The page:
Workers Struggles: The Americas

Latin America

Venezuela: Steel workers launch protest strike

More than 14,000 steel workers employed by Ternium-Sidor, Venezuela’s largest steel mill, carried out a 48-hour strike beginning shortly after midnight Thursday. The purpose of the strike was to pressure management on improvements in wages and working conditions. On Friday, union officials were discussing prolonging the strike because no agreement had been reached.

Management rejected a union demand of a 70 bolivar daily wage (€17.30, US$32.50) as totally unrealistic.

The Venezuelan labor ministry has proposed a 45 bolivar daily wage for the steel workers.

Termium-Sidor is a consortium of two transnational corporations. Mexico-based Ternium produces plate steel in Mexico, Argentina and Venezuela. Sidor (Siderúrgica Del Orinoco) is a formerly state-owned Venezuelan company that is now controlled by the Italo-Argentine Techint Group. The combined enterprise is the fourth largest steel producer in Latin America.

Mexico: Strike at the University of Chapingo

On Friday, professors and other academic employees of the Autonomous University of Chapingo walked off their jobs to press for a wage increase of 35 percent. The strikers are also protesting management violations of the existing contract. The strike began after workers rejected a university offer.

The University of Chapingo, located in the city of the same name—25 kilometers west of Mexico City—is one of Mexico’s oldest and most prestigious. It contains the National School of Agriculture and the Maize and Wheat Improvement Center, institutions of international renown.

Puerto Rican authorities to repress teachers’ strike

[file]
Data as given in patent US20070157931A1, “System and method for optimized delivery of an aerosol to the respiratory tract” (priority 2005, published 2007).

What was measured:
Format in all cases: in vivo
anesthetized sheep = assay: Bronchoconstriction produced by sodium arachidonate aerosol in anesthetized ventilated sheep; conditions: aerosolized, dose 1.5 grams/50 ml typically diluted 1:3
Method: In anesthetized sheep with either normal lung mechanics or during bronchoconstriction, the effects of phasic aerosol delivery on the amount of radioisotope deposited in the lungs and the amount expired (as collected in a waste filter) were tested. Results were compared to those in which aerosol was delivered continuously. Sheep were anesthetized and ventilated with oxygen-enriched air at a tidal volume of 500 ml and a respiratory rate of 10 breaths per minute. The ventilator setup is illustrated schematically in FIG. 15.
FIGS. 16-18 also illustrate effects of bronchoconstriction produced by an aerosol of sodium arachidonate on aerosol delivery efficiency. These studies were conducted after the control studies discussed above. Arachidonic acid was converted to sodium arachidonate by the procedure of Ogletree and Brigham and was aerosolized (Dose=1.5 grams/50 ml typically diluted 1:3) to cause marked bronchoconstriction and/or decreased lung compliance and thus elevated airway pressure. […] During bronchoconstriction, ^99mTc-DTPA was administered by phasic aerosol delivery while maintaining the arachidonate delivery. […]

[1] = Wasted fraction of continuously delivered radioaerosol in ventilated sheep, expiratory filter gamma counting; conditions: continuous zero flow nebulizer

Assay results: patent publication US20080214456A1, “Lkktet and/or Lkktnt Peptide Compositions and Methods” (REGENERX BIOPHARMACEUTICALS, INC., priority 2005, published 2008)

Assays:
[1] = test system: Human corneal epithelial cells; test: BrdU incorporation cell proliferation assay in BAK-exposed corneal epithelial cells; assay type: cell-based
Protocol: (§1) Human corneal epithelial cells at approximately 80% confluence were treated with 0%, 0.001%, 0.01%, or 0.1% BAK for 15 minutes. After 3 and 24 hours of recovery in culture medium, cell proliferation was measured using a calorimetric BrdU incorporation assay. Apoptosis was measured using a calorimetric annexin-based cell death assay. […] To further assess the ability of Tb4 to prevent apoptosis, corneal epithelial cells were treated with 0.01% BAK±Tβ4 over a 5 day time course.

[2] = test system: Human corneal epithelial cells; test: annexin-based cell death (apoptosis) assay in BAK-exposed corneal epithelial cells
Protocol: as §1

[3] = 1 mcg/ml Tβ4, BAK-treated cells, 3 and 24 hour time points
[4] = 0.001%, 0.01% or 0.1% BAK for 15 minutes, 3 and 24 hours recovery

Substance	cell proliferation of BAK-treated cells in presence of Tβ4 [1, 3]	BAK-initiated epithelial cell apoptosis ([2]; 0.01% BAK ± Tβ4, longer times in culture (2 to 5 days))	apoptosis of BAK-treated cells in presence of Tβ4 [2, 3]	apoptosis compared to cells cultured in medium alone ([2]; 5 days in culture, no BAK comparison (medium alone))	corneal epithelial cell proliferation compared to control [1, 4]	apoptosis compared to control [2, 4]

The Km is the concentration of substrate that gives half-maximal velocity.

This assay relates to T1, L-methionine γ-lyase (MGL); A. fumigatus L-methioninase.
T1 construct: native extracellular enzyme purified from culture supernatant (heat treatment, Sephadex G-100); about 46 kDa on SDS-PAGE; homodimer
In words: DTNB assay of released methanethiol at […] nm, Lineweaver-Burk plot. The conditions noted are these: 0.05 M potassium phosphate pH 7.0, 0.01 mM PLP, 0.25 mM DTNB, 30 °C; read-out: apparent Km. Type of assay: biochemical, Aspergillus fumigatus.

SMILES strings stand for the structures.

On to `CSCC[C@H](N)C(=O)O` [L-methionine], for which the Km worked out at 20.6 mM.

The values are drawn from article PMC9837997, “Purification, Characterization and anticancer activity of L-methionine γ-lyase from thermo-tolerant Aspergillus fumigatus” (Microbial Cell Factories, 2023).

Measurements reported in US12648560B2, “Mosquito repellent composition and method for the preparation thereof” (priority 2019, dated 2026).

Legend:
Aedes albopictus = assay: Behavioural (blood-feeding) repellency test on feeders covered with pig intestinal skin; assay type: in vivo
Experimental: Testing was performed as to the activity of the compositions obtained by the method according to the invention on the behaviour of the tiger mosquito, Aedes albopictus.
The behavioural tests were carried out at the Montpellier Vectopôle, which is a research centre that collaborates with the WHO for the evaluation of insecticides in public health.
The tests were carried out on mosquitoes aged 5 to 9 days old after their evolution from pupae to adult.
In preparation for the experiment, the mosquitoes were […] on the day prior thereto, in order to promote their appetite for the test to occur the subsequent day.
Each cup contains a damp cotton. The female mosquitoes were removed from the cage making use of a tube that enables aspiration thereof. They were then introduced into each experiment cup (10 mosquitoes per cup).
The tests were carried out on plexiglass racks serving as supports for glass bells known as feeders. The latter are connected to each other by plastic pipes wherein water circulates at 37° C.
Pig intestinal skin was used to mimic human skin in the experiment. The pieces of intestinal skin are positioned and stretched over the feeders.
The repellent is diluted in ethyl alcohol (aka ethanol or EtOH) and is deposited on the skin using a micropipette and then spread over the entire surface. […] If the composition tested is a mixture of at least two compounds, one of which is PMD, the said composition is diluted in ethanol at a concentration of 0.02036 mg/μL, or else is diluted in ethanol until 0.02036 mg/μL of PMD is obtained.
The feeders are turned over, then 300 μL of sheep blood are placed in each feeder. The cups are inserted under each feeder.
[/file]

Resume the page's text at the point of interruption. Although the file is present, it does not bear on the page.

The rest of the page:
According to a report in the San Juan daily Diario/La Prensa, General David Carrión of Puerto Rico’s National Guard met with National Police Chief Pedro Toledo to coordinate the government’s strategy against the Puerto Rican teachers’ union. The teachers were set to strike last Friday, but postponed the walkout until this coming Friday.

The Federation of Puerto Rican Teachers (FMPR) is the largest union on the island. It represents some 34,000 public school teachers. The union was decertified January 9 for carrying out a strike authorization vote—public employees are barred from striking in Puerto Rico. The union was told to cease representing teachers and that the government would no longer collect dues on its behalf. Teachers are required to pay US$16 a month in dues. The amount is collected by the Education Department. No one knows what will happen to the money that the union was supposed to receive this month, which adds up to US$512,000.

Initially, the dispute was over wages. Puerto Rican teachers’ salaries start at $19,000, about one third less than what US teachers receive, even though many prices tend to be higher in Puerto Rico.

The administration of Governor Anibal Acevedo-Vilá now refuses to negotiate with the decertified FMPR and instead has made it clear that it intends to use force to keep the schools open and intimidate teachers into breaking ranks with the strikers. Acevedo-Vilá claims that most teachers will not strike. Union officials estimate that 23,000 teachers will observe the strike.

In this battle Puerto Rican authorities have found a US mainland ally, the Service Employees International Union (SEIU), part of the Change to Win union coalition, represented by New York labor bureaucrat Dennis Rivera, who has announced his intention of shoving the FMPR aside and becoming the representative of the Puerto Rican public school teachers.